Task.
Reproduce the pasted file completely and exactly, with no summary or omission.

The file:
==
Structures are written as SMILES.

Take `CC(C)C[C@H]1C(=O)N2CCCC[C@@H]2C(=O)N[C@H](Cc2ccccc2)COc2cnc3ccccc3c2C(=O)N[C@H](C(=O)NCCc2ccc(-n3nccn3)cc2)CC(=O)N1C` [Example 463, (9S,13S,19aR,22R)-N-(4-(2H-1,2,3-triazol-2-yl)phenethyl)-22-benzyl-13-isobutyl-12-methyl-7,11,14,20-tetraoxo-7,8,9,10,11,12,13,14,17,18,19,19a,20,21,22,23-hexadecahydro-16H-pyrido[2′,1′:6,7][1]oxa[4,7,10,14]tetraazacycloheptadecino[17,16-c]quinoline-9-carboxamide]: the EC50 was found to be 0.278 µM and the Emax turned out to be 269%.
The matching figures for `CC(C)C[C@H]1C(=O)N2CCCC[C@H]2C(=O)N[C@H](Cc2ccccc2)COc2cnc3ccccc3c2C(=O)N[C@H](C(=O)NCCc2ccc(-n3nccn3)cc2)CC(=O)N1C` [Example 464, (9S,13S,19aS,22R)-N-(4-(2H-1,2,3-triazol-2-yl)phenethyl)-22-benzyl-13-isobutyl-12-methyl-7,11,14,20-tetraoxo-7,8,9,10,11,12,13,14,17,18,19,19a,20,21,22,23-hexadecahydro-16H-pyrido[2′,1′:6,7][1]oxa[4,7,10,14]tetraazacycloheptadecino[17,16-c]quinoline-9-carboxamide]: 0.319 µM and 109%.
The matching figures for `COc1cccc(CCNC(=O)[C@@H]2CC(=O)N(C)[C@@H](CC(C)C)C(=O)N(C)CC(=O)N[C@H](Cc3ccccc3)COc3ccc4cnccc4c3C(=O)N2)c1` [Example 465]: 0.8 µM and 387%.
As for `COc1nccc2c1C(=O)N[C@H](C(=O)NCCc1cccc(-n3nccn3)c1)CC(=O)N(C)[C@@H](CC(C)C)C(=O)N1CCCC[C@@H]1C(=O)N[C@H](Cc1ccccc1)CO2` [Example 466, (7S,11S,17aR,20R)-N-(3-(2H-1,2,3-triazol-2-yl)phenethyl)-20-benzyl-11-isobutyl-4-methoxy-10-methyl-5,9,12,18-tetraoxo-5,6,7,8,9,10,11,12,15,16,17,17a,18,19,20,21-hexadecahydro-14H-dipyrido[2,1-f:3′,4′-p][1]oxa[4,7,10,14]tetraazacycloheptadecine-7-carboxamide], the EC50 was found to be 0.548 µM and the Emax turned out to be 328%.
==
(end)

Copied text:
Structures are written as SMILES.

Take `CC(C)C[C@H]1C(=O)N2CCCC[C@@H]2C(=O)N[C@H](Cc2ccccc2)COc2cnc3ccccc3c2C(=O)N[C@H](C(=O)NCCc2ccc(-n3nccn3)cc2)CC(=O)N1C` [Example 463, (9S,13S,19aR,22R)-N-(4-(2H-1,2,3-triazol-2-yl)phenethyl)-22-benzyl-13-isobutyl-12-methyl-7,11,14,20-tetraoxo-7,8,9,10,11,12,13,14,17,18,19,19a,20,21,22,23-hexadecahydro-16H-pyrido[2′,1′:6,7][1]oxa[4,7,10,14]tetraazacycloheptadecino[17,16-c]quinoline-9-carboxamide]: the EC50 was found to be 0.278 µM and the Emax turned out to be 269%.
The matching figures for `CC(C)C[C@H]1C(=O)N2CCCC[C@H]2C(=O)N[C@H](Cc2ccccc2)COc2cnc3ccccc3c2C(=O)N[C@H](C(=O)NCCc2ccc(-n3nccn3)cc2)CC(=O)N1C` [Example 464, (9S,13S,19aS,22R)-N-(4-(2H-1,2,3-triazol-2-yl)phenethyl)-22-benzyl-13-isobutyl-12-methyl-7,11,14,20-tetraoxo-7,8,9,10,11,12,13,14,17,18,19,19a,20,21,22,23-hexadecahydro-16H-pyrido[2′,1′:6,7][1]oxa[4,7,10,14]tetraazacycloheptadecino[17,16-c]quinoline-9-carboxamide]: 0.319 µM and 109%.
The matching figures for `COc1cccc(CCNC(=O)[C@@H]2CC(=O)N(C)[C@@H](CC(C)C)C(=O)N(C)CC(=O)N[C@H](Cc3ccccc3)COc3ccc4cnccc4c3C(=O)N2)c1` [Example 465]: 0.8 µM and 387%.
As for `COc1nccc2c1C(=O)N[C@H](C(=O)NCCc1cccc(-n3nccn3)c1)CC(=O)N(C)[C@@H](CC(C)C)C(=O)N1CCCC[C@@H]1C(=O)N[C@H](Cc1ccccc1)CO2` [Example 466, (7S,11S,17aR,20R)-N-(3-(2H-1,2,3-triazol-2-yl)phenethyl)-20-benzyl-11-isobutyl-4-methoxy-10-methyl-5,9,12,18-tetraoxo-5,6,7,8,9,10,11,12,15,16,17,17a,18,19,20,21-hexadecahydro-14H-dipyrido[2,1-f:3′,4′-p][1]oxa[4,7,10,14]tetraazacycloheptadecine-7-carboxamide], the EC50 was found to be 0.548 µM and the Emax turned out to be 328%.